Nov. 15—Maine's only freight seaport soon will be getting busier with the Icelandic shipping company Eimskip adding a fourth vessel to its rotation of container ships that dock in Portland.
The 426-foot-long freighter Selfoss will begin tying up at the city's International Marine Terminal next week, increasing Eimskip's cargo capacity to and from Maine by 25%, the company said.
Eimskip currently sails three ships on a transatlantic route, stopping once a week in Portland, where the company has its North American headquarters. The container service began in 2013 with trips every other week, and in 2017 Eimskip increased the number of trips each year to 52. There are stops along the way in Nova Scotia and Newfoundland.
The newest service expansion comes amid a banner year for the Maine Port Authority and Eimskip, while larger U.S. ports have battled supply chain disruptions, congestion and delays.
One example: Construction on the Maine International Cold-Storage Facility is finally underway following years of delays.
The 107,000-square-foot, $55 million warehouse has been touted as critical to expanding freight shipments through Portland and giving Maine food and beverage companies access to new markets. Workers broke ground in August and construction is expected to finish in 2024.
"Our service and volumes have increased significantly year on year since 2013 at a rate of approximately 25%," said Andrew Haines, executive vice president of Eimskip's North America division. "The addition of rail, warehousing and infrastructure will all play a big part of future growth plans."
Another shipping business with roots in Iceland, logistics company North Atlantic Cargo Line, and subsidiary Isafold Distribution Center, also are growing rapidly.
The company's CEO, Ólafur Matthíasson, said the NAC Line has recently grown its freight-handling business from 50 to 500 containers a year. Isafold, which started in Wells in 2019, has grown from 35 orders a week to 3,500, he said. The company recently leased a site at The Downs business park in Scarborough, increasing its square footage from 350 square feet to 10,000 square feet.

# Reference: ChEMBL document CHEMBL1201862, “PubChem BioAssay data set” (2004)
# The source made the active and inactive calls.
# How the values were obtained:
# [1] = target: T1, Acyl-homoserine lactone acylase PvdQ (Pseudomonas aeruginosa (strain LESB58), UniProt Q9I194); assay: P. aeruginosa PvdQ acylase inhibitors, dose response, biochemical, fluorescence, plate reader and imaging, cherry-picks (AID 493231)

SELFOSS SETS SAIL
The Selfoss can carry 700 20-foot-long shipping containers, joining another Eimskip vessel of about the same capacity and two larger freighters that each can carry 900 containers apiece. There will be Portland-bound departures from Reykjavik, Iceland, on Tuesdays and Fridays, Eimskip said.
Gylfi Sigfússon, president and CEO of Eimskip North America, said that the trade relationship between Maine and Iceland on the company's network has never been stronger.
"We continue to see a great deal of customers interested in supporting this trade lane and we are especially focusing on fresh salmon from the North Atlantic to the U.S. market offering lower emissions than shipping by air," he said in written a statement.
Matthew Burns, executive director of the Maine Port Authority, said that coupled with the recent developments with the cold storage facility, the new vessel will help support the growing needs of Maine businesses.
Since 2013, Eimskip, the sole company docking at the terminal, has increased freight volume between 20% and 25% on average per year, with almost 38,200 containers crossing the Portland docks last year.
The port is on track to surpass that this year. The state has invested nearly $100 million in bolstering the terminal's infrastructure and equipment.
Eimskip has said it eventually intends to grow trade further by increasing the size of vessels that operate on its transatlantic Green Line service.
Imports make up 65% of the traffic at the terminal, with exports accounting for the rest.
The uncertainty in the global economy, high inflation and a European energy crisis have caused a general slowdown in demand worldwide, Eimskip said in its third-quarter financial report on Nov. 3.
This has put pressure on global freight rates. Despite that, the company said its Green Line remains strong, with a 32% increase in transatlantic volume compared to the same quarter a year ago.
Eimskip carries fresh and frozen fish, other seafood, produce, chilled and frozen meats, dry and project cargo, Haines said.
As of 2021, frozen fish was by far the most imported material by value, but top imports also included machinery, apparel, beverages, minerals and metals.
Ammunition cartridges, prepared fruits and vegetables, wooden medical instruments, industrial and electric machinery, and pulp and paperboard were some of the most valuable exports.